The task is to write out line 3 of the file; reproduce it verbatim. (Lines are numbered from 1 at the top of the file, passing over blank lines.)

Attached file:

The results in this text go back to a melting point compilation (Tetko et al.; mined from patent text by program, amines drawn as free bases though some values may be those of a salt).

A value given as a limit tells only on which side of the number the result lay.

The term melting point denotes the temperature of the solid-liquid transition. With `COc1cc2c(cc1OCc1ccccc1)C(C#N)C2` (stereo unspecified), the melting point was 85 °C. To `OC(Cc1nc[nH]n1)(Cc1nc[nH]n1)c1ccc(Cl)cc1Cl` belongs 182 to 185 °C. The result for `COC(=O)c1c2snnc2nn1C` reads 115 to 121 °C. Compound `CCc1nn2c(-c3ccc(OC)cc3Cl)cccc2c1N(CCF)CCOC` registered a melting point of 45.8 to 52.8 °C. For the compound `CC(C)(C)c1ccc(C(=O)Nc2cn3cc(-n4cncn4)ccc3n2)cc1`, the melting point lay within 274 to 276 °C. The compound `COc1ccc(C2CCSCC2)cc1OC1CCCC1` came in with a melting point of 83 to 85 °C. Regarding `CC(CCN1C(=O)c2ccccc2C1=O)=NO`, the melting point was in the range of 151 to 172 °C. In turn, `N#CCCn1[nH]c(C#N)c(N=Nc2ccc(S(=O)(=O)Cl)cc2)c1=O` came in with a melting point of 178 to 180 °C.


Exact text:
The term melting point denotes the temperature of the solid-liquid transition. With `COc1cc2c(cc1OCc1ccccc1)C(C#N)C2` (stereo unspecified), the melting point was 85 °C. To `OC(Cc1nc[nH]n1)(Cc1nc[nH]n1)c1ccc(Cl)cc1Cl` belongs 182 to 185 °C. The result for `COC(=O)c1c2snnc2nn1C` reads 115 to 121 °C. Compound `CCc1nn2c(-c3ccc(OC)cc3Cl)cccc2c1N(CCF)CCOC` registered a melting point of 45.8 to 52.8 °C. For the compound `CC(C)(C)c1ccc(C(=O)Nc2cn3cc(-n4cncn4)ccc3n2)cc1`, the melting point lay within 274 to 276 °C. The compound `COc1ccc(C2CCSCC2)cc1OC1CCCC1` came in with a melting point of 83 to 85 °C. Regarding `CC(CCN1C(=O)c2ccccc2C1=O)=NO`, the melting point was in the range of 151 to 172 °C. In turn, `N#CCCn1[nH]c(C#N)c(N=Nc2ccc(S(=O)(=O)Cl)cc2)c1=O` came in with a melting point of 178 to 180 °C.